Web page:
An evening with Art Donovan at Loyola High School

When my son James was a student at Loyola High School in the 1990s, I was active in the school's Fathers' Club, which was a collection of guys from all walks of life who enjoyed a good time and shared a connection at the Towson school.

One of the club's officers had the bright idea of starting a Sports Night, and within a nanosecond, it became my responsibility to furnish speakers for these evenings.


"You know plenty of people. Should be a snap," bellowed the always-genial Mike Kaiser, Fathers' Club president, who never took no for an answer.

The format was always the same. We met in Kennedy Lounge, where there were always plenty of steamed hot dogs, hamburgers, beer, potato salad, coleslaw and a selection of 5,000-calorie desserts that would alarm anyone's cardiologist.


This caloric bounty was followed by an informal talk by our guest. It was freewheeling, there was no pat format, and it always ended with a question-and-answer period.

When it was over, speakers often lingered over a beer or two while continuing the discussion. It was a lot of fun, and by 9 p.m., everyone was on their way home.

I immediately turned to my newspaper brethren whom club members had read for years on the sports page, and with whom they now had a chance to spend an evening.

John Steadman, who had seen more church basements than a cellar inspector during his years as a fixture on the rubber-chicken circuit, was our first speaker.

I told him we could not pay an honorarium.

"Don't worry about that, you know I'll be there, kid," he told me, when I asked him. John never turned down anyone, anywhere, any time, who asked him to speak.

Other guests during those years — some more than once — included veteran newspaper columnist Mike Olesker, a former sportswriter; Al "Goldy" Goldstein, The Baltimore Sun's nationally acclaimed boxing writer; Bill Tanton, Evening Sun sports editor; and the recently retired Kevin Cowherd. Even Peter Angelos came and had a good time.

And then came Artie Donovan.

The former defensive tackle for the Baltimore Colts, who died Sunday, had once lived not far from me in Riderwood. I was always running into him at the post office, Graul's Market and the Wine Merchant, where he loved to chat and could convene an instant audience.

One icy winter's day, his housekeeper had slipped and fallen in the lane that passed by my house. I ran out and picked up her up. She was shaken, but not injured.

I drove her to Donovan's Valley Country Club, and later that afternoon, a case of whiskey magically appeared on my porch. There was no note, but I knew who had sent it.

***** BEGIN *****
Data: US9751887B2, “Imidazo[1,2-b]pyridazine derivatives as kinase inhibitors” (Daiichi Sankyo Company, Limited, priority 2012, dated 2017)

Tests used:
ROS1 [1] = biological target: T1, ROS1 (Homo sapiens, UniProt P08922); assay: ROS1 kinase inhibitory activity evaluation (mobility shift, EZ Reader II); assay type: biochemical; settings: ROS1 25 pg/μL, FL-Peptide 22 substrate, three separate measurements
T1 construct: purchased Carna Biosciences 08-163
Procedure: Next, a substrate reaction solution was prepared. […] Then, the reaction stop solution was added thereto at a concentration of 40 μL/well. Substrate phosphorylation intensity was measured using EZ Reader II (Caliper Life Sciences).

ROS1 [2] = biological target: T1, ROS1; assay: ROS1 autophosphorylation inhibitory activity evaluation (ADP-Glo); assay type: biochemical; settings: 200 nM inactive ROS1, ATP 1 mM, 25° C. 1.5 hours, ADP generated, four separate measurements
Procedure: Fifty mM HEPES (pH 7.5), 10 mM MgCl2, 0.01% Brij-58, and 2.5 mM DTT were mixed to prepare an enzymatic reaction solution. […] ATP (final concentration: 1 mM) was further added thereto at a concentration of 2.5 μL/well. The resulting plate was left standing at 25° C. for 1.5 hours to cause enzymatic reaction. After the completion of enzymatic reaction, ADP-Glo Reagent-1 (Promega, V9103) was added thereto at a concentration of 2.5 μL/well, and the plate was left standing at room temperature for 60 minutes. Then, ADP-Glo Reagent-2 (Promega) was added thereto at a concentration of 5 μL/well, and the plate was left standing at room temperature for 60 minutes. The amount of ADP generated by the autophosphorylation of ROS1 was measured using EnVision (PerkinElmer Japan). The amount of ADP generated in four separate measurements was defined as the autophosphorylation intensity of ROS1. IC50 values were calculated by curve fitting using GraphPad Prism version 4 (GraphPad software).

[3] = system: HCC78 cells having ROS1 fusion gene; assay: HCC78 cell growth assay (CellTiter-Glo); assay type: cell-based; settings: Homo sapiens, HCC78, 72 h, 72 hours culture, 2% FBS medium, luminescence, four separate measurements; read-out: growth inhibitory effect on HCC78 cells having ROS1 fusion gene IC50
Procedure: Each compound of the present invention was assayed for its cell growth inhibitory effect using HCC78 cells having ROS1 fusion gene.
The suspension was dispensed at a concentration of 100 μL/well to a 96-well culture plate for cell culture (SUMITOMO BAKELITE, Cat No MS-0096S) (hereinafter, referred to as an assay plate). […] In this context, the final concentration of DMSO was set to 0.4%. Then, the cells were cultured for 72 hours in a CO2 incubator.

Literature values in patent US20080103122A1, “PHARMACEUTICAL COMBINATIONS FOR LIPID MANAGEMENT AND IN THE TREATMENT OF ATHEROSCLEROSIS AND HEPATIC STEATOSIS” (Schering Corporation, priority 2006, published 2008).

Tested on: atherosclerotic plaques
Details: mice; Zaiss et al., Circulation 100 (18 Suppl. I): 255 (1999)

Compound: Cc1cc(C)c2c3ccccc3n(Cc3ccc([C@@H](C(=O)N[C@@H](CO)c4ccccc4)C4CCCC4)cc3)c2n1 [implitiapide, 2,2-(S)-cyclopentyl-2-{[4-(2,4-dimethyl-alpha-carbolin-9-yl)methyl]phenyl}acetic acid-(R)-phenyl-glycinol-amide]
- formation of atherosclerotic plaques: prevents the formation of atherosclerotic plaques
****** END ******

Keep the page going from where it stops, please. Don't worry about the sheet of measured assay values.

Sometime later, I called up Artie to see if he would come to our Fathers' Club meeting, and he instantly agreed. He did not ask about a fee and only said he needed a ride. No problem, I said.


I also promised him plenty of hot dogs and his beloved Schlitz. He said he'd be more than glad to come.

He was wearing an oversized Hawaiian shirt of outrageous design with two very large pockets, which would be put to good use later.

After old No. 70 put away about seven or eight hot dogs and a couple cans of Schlitz, he was ready to go.

He did not disappoint, and within moments, the room was rocking with laughter, as Artie went from one thing to another. Funnier and funnier. The four-letter words rolled off his tongue with ease, as did some of his politically incorrect observations.

No one minded. They roared even louder.

I lowered my head and put my hand over my eyes over some verbal gaffe or insult — which I have to admit was hysterical. I was just as guilty of laughing at them as everyone else.

The Rev. Thomas McDonnell, a Jesuit and a raconteur himself, said, "Fred, I have heard words come out of men's mouths that Arthur hasn't even begun to think about."

Then Artie revealed that the noted Johns Hopkins cardiac surgeon Levi Watkins had implanted a pacemaker in him.

"Before the surgery, this black guy said, 'Mr. Donovan, I want to be your friend after the surgery.' I told him, 'No, no, doc, you're my friend now going into the surgery.' "

I couldn't believe it. This roomful of presumably grown men were glistening with tear-streaked faces because they had laughed themselves nearly into delirium.

When someone asked whether he preferred being on Johnny Carson or David Letterman, he replied that he liked Carson because he had a dressing room.

"Yeah, and Carson always has that gorgeous blond broad from the San Diego Zoo on. I was on one time and said, 'Hey, what's a nice broad like you doing playing with snakes?' " he said

They roared even louder. I was convinced he could have gone on for hours. He had an endless supply of material, a sharp mind, and a sui generis way of putting it across to the delight of his grateful audience.

About those pockets: Before departing for home, he asked me if there were any hot dogs left over in the kitchen. I fetched five or six and a couple of chilled beers.

"Thanks," said Artie has he dropped the hot dogs into one pocket, and the beer into the other.

"A midnight snack," he said, with delight.

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